Brampton’s Mubarak Mosque was the scene of something unique on Nov. 8. The house of worship is part of the Ahmadiyya Muslim Jama’at (congregation). The Ahmadiyyas are a sub-sect of Islam that came about in the late 19th century in the Indian city of Qadian. In their Brampton mosque, they hosted the Royal Canadian Legion and together they put on a Remembrance Day ceremony.
“We believe in giving back to the community. That is why we, on every occasion, we do connect with other organizations just to build a relationship,” said Missionary, Shahrukh Rizwan Abid, a preacher at the Mubarak Mosque. Several members of the mosque have lived in Canada for years, however a large portion of the congregation are newcomers who might be bewildered by their new surroundings. Rizwan Abid also sees Canadian traditions such as Remembrance Day as a great way to help integrate immigrants into the larger Canadian society. The 11th hour, of the 11th day of the 11th month is to hime a way to “help a lot of people understand what Canada is.”
Following alongside Rizwan Abid is the parade commander, Henry Verschuren of Branch 15 of the Legion, located in downtown Brampton. He saw an opportunity for partnership with the mosque and took steps to embed each other deeper in the community. Verschuren recalled seeing a group of South Asian veterans during one ceremony and asked them to join in the day’s parade. It turned out they were from the Mubarak Mosque. Slowly but surely, a relationship developed. “They approached us,” Verschuren said. “Last year, that was the first [joint Remembrance Day],” he said. “When we sit down and meet to plan out the remembrance services, they’re asking my advice, they’re asking for advice from the legion on how to do it and what are the traditions,” Verschuren added.
The Royal Canadian Legion has been around for 95 years and is a cultural touchstone in Canada. They have provided welfare and a sense of community to veterans as well their families. They are inextricably married to one of Canada’s most sacred traditions, the act of remembering those who served to keep Canada free. The Ahmadiyya Jama’at is deeply oriented towards the community. Their mosque in Brampton have implemented supports for the elderly isolated by the COVID-19 pandemic as well as organized poppy drives. So the alliance was only natural. “It’s part of their faith that you do work for the community,” Verschuren said. Both men agree that Remembrance Day can be a way to help alleviate the culture shock of Canada to newcomers.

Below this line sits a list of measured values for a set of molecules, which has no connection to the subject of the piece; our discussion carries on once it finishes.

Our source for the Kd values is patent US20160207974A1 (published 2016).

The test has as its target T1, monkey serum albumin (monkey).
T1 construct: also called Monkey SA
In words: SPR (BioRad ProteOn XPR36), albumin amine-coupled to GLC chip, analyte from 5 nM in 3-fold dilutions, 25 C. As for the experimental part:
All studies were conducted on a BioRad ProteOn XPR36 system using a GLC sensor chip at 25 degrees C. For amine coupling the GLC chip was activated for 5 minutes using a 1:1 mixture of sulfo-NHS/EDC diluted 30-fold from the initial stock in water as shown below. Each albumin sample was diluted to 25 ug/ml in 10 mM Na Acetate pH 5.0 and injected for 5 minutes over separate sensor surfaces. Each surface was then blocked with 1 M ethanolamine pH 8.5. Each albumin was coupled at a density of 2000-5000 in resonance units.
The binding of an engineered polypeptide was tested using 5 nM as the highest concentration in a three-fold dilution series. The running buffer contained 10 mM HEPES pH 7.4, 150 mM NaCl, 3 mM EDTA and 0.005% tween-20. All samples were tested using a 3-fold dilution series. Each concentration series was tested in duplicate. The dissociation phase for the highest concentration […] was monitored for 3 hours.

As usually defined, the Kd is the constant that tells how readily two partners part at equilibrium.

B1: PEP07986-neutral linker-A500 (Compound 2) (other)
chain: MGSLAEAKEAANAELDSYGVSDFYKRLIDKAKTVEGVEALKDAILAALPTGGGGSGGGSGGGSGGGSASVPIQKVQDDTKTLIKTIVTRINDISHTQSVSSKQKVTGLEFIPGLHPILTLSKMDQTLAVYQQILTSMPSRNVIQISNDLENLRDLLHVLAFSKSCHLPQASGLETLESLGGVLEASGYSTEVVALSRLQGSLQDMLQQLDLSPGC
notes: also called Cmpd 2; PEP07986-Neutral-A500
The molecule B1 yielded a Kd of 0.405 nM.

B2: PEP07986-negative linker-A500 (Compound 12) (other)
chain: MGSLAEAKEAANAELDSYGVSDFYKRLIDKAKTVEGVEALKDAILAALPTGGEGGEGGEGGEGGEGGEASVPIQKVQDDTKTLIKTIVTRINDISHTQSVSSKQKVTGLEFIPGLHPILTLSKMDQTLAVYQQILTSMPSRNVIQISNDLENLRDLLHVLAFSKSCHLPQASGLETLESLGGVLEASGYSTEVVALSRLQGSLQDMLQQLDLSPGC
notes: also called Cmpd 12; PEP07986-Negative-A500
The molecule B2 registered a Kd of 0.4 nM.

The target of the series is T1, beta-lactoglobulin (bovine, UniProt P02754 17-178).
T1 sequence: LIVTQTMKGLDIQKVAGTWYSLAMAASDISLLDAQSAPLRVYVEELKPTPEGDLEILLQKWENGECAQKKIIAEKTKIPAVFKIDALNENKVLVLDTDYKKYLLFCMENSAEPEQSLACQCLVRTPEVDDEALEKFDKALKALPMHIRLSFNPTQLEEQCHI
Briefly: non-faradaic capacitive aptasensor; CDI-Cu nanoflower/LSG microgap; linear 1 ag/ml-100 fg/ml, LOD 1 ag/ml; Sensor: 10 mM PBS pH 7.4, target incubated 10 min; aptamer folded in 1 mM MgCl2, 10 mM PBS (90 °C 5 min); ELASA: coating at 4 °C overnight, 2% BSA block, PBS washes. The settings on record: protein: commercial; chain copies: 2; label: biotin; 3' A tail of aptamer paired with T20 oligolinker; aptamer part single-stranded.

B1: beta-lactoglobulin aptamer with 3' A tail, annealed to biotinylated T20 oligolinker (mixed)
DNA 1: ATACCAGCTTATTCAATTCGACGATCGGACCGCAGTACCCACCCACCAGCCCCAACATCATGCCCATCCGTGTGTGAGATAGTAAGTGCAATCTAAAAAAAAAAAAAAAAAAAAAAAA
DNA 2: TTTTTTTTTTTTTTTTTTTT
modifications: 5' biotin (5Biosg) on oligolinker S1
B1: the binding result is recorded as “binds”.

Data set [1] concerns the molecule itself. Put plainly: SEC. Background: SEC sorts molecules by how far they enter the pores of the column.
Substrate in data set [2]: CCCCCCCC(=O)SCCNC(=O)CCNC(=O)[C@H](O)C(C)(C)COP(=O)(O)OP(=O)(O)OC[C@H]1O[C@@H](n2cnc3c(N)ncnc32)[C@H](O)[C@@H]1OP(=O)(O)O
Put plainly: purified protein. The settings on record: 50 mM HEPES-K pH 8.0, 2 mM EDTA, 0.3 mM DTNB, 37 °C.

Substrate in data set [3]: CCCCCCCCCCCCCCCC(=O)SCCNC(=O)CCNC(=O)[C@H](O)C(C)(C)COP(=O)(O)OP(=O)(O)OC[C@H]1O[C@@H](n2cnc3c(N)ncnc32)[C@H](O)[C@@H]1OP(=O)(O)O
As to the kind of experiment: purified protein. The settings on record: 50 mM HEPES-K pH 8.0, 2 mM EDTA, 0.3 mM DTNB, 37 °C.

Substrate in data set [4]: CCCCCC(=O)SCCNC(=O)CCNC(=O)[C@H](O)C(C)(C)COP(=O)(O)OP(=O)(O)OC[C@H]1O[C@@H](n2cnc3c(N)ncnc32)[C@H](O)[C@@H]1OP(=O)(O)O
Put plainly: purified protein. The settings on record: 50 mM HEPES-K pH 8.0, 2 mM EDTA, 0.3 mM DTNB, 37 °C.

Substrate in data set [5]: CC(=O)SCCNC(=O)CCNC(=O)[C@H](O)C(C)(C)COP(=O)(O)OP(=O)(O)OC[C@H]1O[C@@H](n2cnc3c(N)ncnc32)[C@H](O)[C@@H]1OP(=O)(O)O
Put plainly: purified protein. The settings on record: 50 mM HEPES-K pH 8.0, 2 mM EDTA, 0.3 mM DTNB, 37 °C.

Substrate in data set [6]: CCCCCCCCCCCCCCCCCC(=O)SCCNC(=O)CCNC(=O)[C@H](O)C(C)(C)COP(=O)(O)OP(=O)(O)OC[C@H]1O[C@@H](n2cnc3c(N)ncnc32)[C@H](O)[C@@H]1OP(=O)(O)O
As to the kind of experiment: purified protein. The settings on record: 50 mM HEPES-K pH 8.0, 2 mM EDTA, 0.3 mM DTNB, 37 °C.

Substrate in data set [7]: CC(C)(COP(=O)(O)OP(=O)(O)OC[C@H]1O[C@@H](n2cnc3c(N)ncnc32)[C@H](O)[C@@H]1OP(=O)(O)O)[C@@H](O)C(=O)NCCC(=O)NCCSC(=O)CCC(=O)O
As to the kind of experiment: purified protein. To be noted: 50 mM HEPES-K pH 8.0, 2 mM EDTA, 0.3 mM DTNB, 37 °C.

Outreach to visible minorities
The City of Brampton has similar goals with their Brampton Remembers event, where they honour Bramptonians who are currently serving and have served in the past. “Brampton is a Mosaic and we celebrate our diversity. Through engagement and communication with all groups, we foster a holistic approach to inclusion with great respect for each and every individual who calls Brampton home,” said an emailed statement by the City.
Roughly 73 percent of Brampton’s population consists of visible minorities and just over half of the city’s population was born outside of Canada. Integration into and education about the Canadian way of life is of importance to legacy cultural organizations such as the Legion as well as governments like the City of Brampton.
“[We] communicate through mainstream and multilingual publications, and on social media channels. We also translate our releases in Brampton’s top 10 languages plus French, and share these with multilingual media outlets.” the City of Brampton’s statement said.
Around this time last year, hockey icon Don Cherry was fired by the Sportnets for making disparaging remarks about immigrants not buying poppies. Henry Verschuren rejected those comments and believes “he was dead wrong. My thought was, ‘come to Brampton. We’ll show you what immigrants do. And come see my regiment. Come to the Lorne Scots and you’ll see a lot of first-generation Canadians.” The Lorne Scots (Peel, Dufferin and Halton Regiment) is a Canadian army reserve regiment with companies in Brampton, Oakville and Georgetown. Verschuren used to be a member and is now part of their regimental association, an arm of the main unit specializing in community events and support for members.
Visible minority immigrants serving in the Canadian Armed Forces is nothing new. Private Buckam Singh served Canada in WW1. For more than 100 years, his contributions were not known by Canadian society at large. His grave can be found in Mount Hope cemetery in Kitchener Ont., and it was here that members of the Canadian Armed Forces, especially Sikh members, paid tribute to him. More modern members include Cpl. Christopher Varga, also from the Lorne Scots. He has served in Afghanistan.
The Trudeau government also undertook a review beginning in 2018 to look at ways to attract foreign recruits into the Canadian army. More specifically, the requirement that recruits be Canadian citizens. In the US military, it is not required to be a citizen and some countries, like France, see military service through the French Foreign Legion as a pathway to citizenship.
Mansoor Tanweer is New Canadian Media’s Local Journalism Initiative reporter on immigration policy. An immigrant himself, he has covered municipal affairs and the Brampton City Council in addition to issues relating to newcomers over several years.